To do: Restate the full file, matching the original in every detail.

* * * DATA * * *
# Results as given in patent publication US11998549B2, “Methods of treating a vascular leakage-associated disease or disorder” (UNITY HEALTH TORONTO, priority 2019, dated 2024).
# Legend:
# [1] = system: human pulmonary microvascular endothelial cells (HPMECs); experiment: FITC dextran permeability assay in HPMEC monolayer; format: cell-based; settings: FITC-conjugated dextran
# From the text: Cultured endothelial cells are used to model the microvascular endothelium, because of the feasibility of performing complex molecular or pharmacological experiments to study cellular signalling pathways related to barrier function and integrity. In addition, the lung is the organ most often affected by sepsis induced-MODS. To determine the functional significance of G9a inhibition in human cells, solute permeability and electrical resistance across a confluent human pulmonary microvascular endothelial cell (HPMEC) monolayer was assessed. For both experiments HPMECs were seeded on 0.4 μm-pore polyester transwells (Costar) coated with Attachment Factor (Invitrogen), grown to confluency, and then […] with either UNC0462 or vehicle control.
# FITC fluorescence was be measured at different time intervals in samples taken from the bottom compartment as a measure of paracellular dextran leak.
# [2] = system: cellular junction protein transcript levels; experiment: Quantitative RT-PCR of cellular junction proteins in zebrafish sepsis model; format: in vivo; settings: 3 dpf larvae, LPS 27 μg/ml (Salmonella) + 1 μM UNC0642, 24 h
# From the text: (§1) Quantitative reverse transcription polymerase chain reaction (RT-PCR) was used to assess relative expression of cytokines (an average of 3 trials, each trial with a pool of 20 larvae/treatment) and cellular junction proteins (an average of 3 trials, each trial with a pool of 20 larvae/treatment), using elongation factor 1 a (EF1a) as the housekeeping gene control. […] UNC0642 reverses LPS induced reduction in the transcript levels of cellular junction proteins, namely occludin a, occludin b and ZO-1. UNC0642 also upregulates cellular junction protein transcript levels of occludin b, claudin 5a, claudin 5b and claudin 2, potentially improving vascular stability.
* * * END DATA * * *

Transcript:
# Results as given in patent publication US11998549B2, “Methods of treating a vascular leakage-associated disease or disorder” (UNITY HEALTH TORONTO, priority 2019, dated 2024).
# Legend:
# [1] = system: human pulmonary microvascular endothelial cells (HPMECs); experiment: FITC dextran permeability assay in HPMEC monolayer; format: cell-based; settings: FITC-conjugated dextran
# From the text: Cultured endothelial cells are used to model the microvascular endothelium, because of the feasibility of performing complex molecular or pharmacological experiments to study cellular signalling pathways related to barrier function and integrity. In addition, the lung is the organ most often affected by sepsis induced-MODS. To determine the functional significance of G9a inhibition in human cells, solute permeability and electrical resistance across a confluent human pulmonary microvascular endothelial cell (HPMEC) monolayer was assessed. For both experiments HPMECs were seeded on 0.4 μm-pore polyester transwells (Costar) coated with Attachment Factor (Invitrogen), grown to confluency, and then […] with either UNC0462 or vehicle control.
# FITC fluorescence was be measured at different time intervals in samples taken from the bottom compartment as a measure of paracellular dextran leak.
# [2] = system: cellular junction protein transcript levels; experiment: Quantitative RT-PCR of cellular junction proteins in zebrafish sepsis model; format: in vivo; settings: 3 dpf larvae, LPS 27 μg/ml (Salmonella) + 1 μM UNC0642, 24 h
# From the text: (§1) Quantitative reverse transcription polymerase chain reaction (RT-PCR) was used to assess relative expression of cytokines (an average of 3 trials, each trial with a pool of 20 larvae/treatment) and cellular junction proteins (an average of 3 trials, each trial with a pool of 20 larvae/treatment), using elongation factor 1 a (EF1a) as the housekeeping gene control. […] UNC0642 reverses LPS induced reduction in the transcript levels of cellular junction proteins, namely occludin a, occludin b and ZO-1. UNC0642 also upregulates cellular junction protein transcript levels of occludin b, claudin 5a, claudin 5b and claudin 2, potentially improving vascular stability.